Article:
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in many cases. communication between them at a deeper level had proven to be impossible. 1961. Bucharest: Cartea Românească. are not able to effect this fusion of word and act. they transfer all the inherent symbolism to that particular person.”3 All the characters scarcely communicate. 5 Olga W. Addie and Anse. that of being buried in the land where she was born. Nor 3 4 Dorothy Tuck. And the greatest proof of all is Cash’s obedience and determination. their messages being of the simplest form. but by making statements such as “My mother is a fish” 4. 1964. Translated by Horia-Florian Popescu and Paul Goma. not at all. She was disappointed. although judging herself for not obeying her own strict moral rules. but doesn’t all this make her even more impressive? After all. She loved the individual that she had created. although he was in agonizing pain because of his broken leg and he didn’t even flinch while on the harsh road. William Faulkner. but she found herself breaking the rules. 2 . “ One of the basic premises of human relationships in the novel is that the individual is doomed to a cellular existence whose isolation can be broken by contact with another only rarely and. The elevated nature of their spirit doesn’t need to erupt publicly. interrupted not even by intense raining. smothering the philosophy of pure existence. In complete contrast with her. she does not try to find the solution not even in the fruit of her womb. all the mystique. creeds and principles. New York: Thomas Y. Anse has lived all his life to that point through and for words. if not out of love. Vickery. but the depth of their emotions is completely revealed in the fragments in italics. Vickery also observes this phenomenon.attended secretly his every need. He worked without rest at her coffin. When the man that has the status of her husband does not manage to fulfill her needs.”5 A weak soul is never a good companion for a real natural phenomenon. but within herself. Only a single phrase can bring together a multitude of feelings. But in spite of this lack. Therefore. 38. concluding that “Addie and Anse themselves represent the two polar opposites of action and words which must be meshed if their relationship is to be meaningful. They have managed to stick together. 76. Pe patul de moarte. at least out of fear and utter respect. thus failing. Crowell’s Handbook of Faulkner. Anse and all her children literarily go through flooding. fire and terrible exhaust just to fulfill her final wish. but felt that she fell into some sort of decay when it came to the expectations she had from herself. The word by itself leads to a paralysis of the ability to feel and act. Louisiana State University Press. As Dorothy Tuck asserts. 51. The Novels of William Faulkner. but power means accepting your weaknesses and trying to do more in this sense. he refused to make any kind of stop during their trip. she had the strength to admit that she hadn’t been flawless and that she had been continually subjected to making mistakes. 1972. the knowledge and the feelings that they have experienced being projected towards the real life referent. however. He is the one to stand close to what happens around him. Crowell Company. presenting himself as a seeker of meager values: a new life partner and a new set of false teeth. but to contemplate the events rather than involving and promptly reacting. Her own dogma was significantly more important than any other exterior general belief. the act itself results in excessive and uncontrolled responses to various stimuli both internal and external. as well as demanding more each and every minute from the ego and from all the other surrounding people. Olga W.

because she is. Yeats. considering each day as a way of atoning for her extramarital encounter and acting in consequence. as her discourse seemed one of an individual that knew more about sin and salvation than God Himself. a complex. of words vs. in their formal abstraction. 3 . 27. Surprisingly enough. good or bad. Cleanth Brooks states that “Woman is the source and sustainer of virtue and also a prime source of evil. If her birth came as a manner of compensating for Addie’s affair. 1963. the kind of religion to which she adheres in fact. actions and thoughts. There is no code for her to master – no initiation for the undergo. not to honest. which had led to Jewel’s coming to life. With her powerful natural drives and her instinct for the concrete and personal. but also realize that Anse was dead for her. Therefore giving life equalizes killing in the most profound manner. who tried to eliminate the unwanted fetus. attesting once again her deeper understanding of the world and of the eternal concepts. allowing contradiction to enter the stage: the moment she gave birth to Chase. who manages to lead things in the direction that she considers the best in spite of all the difficulties encountered. of the subconscious. true faith in a superior being. She created her family and she commands it even after her death. even as an “other”. Therefore we encounter again the matter of speaking vs. she does not need to agonize over her decisions. She had been aware of her mistakes and of her flaws and had seen every day as a means of compensating for her sin without complaining. towards becoming. exhibiting a truly imposing tone if needed. 7 Faulkner. and man’s codes. are always. But Addie felt that compunction manifested through words applies only to a religion of words.”6 In Addie. Faulkner. So her belief is supported by the events of real life. a round individual. Society considers man the head of the family. as she repeats throughout the scenes. she had been the voice of rationality and inner stability. Addie as a whole was and still proves to be. always a little beyond good and evil.did he complain when faced with a doctor that was able to appreciate the true extent of his sufferance and of the possible risks involved. killing at the level of the emotional. but Addie proved the opposite. that the feminine constituent governs. she was perceived as infatuated by Cora. believing. not also did she lose her personal freedom. who believed that she had been taking things too easily. All in all. good and evil combine in a complete unexpected way. She can be either. and man is not. a little absurd in her eyes. She had stood by her family as much as she considered necessary. Although she admitted her sin in front of God. she sees her pregnancy as an enormous step towards an arid life. in fact. at one point she seemed to have the revelation of her ending. a tub of guts. This tendency to annihilate rather than create was also projected on Dewey Dell. 151. She was the source of life. as it truly happened. Eliot and Warren. predicting that the Almighty would save her from water and fire7. The Hidden God: Hemingway. For this reason she has access to a wisdom which is veiled from man. New Haven and London: Yale University Press. she did and 6 Cleanth Brooks. but also the one invested with the authority of taking one’s own in an abstract sense.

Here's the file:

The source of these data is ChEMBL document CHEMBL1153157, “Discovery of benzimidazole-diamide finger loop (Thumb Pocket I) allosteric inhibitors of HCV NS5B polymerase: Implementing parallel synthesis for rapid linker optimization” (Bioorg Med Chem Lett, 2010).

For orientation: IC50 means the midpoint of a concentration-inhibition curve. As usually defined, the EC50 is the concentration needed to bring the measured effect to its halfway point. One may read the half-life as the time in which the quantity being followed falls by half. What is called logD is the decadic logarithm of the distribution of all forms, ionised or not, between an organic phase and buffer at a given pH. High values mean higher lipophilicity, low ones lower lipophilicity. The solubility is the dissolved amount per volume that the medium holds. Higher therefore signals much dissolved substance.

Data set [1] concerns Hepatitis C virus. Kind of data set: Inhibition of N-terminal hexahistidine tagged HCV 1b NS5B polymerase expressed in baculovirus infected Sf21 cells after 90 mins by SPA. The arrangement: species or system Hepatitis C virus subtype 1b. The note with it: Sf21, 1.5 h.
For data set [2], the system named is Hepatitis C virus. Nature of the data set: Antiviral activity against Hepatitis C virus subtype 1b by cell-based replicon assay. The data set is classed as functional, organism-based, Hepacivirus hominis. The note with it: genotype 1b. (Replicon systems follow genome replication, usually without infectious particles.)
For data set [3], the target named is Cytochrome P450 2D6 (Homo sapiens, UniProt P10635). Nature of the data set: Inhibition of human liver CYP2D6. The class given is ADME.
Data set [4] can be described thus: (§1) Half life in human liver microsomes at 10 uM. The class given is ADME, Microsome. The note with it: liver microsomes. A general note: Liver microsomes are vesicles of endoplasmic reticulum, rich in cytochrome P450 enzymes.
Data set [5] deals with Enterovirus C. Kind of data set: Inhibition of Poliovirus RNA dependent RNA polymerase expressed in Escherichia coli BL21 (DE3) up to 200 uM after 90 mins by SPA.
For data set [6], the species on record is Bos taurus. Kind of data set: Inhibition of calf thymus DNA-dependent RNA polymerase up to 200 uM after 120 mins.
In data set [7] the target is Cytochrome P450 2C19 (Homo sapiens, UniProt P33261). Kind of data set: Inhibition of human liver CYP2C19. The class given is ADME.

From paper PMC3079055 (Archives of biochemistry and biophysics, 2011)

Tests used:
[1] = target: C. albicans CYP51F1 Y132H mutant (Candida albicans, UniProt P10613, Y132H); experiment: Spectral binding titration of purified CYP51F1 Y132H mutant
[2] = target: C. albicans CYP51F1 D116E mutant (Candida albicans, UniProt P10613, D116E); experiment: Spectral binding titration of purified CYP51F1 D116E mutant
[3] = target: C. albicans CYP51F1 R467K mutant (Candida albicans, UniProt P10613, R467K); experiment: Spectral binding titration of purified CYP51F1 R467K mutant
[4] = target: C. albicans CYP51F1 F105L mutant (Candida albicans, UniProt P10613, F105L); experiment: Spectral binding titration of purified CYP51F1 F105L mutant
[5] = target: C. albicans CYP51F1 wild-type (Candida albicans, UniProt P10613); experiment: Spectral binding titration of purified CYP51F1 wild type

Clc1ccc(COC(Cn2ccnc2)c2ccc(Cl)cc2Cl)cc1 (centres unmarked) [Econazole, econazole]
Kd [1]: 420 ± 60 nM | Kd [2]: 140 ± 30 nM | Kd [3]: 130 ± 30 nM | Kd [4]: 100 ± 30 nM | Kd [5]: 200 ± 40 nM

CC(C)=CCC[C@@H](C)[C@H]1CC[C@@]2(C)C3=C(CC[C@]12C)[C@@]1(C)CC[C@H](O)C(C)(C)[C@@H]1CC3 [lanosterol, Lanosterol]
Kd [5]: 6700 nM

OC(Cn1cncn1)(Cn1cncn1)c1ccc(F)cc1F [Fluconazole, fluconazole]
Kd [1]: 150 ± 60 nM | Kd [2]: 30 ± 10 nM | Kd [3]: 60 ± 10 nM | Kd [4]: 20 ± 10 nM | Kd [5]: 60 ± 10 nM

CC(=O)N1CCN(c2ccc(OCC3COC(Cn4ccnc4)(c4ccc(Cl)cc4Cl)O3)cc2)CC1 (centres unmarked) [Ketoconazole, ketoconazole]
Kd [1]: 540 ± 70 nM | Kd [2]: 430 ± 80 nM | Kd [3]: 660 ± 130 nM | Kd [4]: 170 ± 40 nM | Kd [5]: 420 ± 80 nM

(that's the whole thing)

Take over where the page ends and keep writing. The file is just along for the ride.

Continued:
Morris. Faulkner. Yeats. New York: Thomas Y. William. 1961. 5. Alverson Morris. Louisiana State University Press. Vickery. Cleanth. 1972. 4. 1963. Brooks. impressing with her ability to continue living through her spirit in the minds and souls of her close ones. Reading Faulkner. Works Cited 1. 4 . Crowell’s Handbook of Faulkner. Translated by Horia-Florian Popescu and Paul Goma. 3. Barbara. Crowell Company. Print. Print. Dorothy. 2. Print. Print. New Haven and London: Yale University Press. Madison: The University of Winsconsin Press. Print. The Novels of William Faulkner. 1964. Wesley. Bucharest: Cartea Românească. Faulkner. Tuck.still governs her social milieu. 1989. Olga W. Pe patul de moarte. Eliot and Warren. The Hidden God: Hemingway.